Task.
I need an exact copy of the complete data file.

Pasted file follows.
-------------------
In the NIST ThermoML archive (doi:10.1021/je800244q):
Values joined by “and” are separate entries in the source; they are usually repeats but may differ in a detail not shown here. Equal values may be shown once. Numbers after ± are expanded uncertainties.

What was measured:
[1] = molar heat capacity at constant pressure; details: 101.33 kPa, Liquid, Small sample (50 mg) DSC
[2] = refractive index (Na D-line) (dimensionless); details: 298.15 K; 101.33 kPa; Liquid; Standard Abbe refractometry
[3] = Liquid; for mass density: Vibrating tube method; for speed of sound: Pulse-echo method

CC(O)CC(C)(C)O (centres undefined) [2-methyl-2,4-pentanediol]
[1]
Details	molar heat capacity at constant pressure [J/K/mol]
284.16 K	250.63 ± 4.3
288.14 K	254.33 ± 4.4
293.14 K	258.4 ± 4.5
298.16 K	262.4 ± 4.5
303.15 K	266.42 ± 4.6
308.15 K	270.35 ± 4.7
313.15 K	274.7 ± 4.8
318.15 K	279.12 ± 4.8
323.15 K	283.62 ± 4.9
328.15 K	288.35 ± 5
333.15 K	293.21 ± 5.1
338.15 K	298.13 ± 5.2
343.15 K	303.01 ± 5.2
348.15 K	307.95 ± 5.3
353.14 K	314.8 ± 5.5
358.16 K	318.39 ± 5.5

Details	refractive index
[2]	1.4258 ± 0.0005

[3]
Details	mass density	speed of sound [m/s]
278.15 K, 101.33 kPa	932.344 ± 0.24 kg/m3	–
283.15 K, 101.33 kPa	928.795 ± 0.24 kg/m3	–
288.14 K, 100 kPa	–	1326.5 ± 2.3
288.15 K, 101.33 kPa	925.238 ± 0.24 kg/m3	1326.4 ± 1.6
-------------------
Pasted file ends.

In the NIST ThermoML archive (doi:10.1021/je800244q):
Values joined by “and” are separate entries in the source; they are usually repeats but may differ in a detail not shown here. Equal values may be shown once. Numbers after ± are expanded uncertainties.

What was measured:
[1] = molar heat capacity at constant pressure; details: 101.33 kPa, Liquid, Small sample (50 mg) DSC
[2] = refractive index (Na D-line) (dimensionless); details: 298.15 K; 101.33 kPa; Liquid; Standard Abbe refractometry
[3] = Liquid; for mass density: Vibrating tube method; for speed of sound: Pulse-echo method

CC(O)CC(C)(C)O (centres undefined) [2-methyl-2,4-pentanediol]
[1]
Details	molar heat capacity at constant pressure [J/K/mol]
284.16 K	250.63 ± 4.3
288.14 K	254.33 ± 4.4
293.14 K	258.4 ± 4.5
298.16 K	262.4 ± 4.5
303.15 K	266.42 ± 4.6
308.15 K	270.35 ± 4.7
313.15 K	274.7 ± 4.8
318.15 K	279.12 ± 4.8
323.15 K	283.62 ± 4.9
328.15 K	288.35 ± 5
333.15 K	293.21 ± 5.1
338.15 K	298.13 ± 5.2
343.15 K	303.01 ± 5.2
348.15 K	307.95 ± 5.3
353.14 K	314.8 ± 5.5
358.16 K	318.39 ± 5.5

Details	refractive index
[2]	1.4258 ± 0.0005

[3]
Details	mass density	speed of sound [m/s]
278.15 K, 101.33 kPa	932.344 ± 0.24 kg/m3	–
283.15 K, 101.33 kPa	928.795 ± 0.24 kg/m3	–
288.14 K, 100 kPa	–	1326.5 ± 2.3
288.15 K, 101.33 kPa	925.238 ± 0.24 kg/m3	1326.4 ± 1.6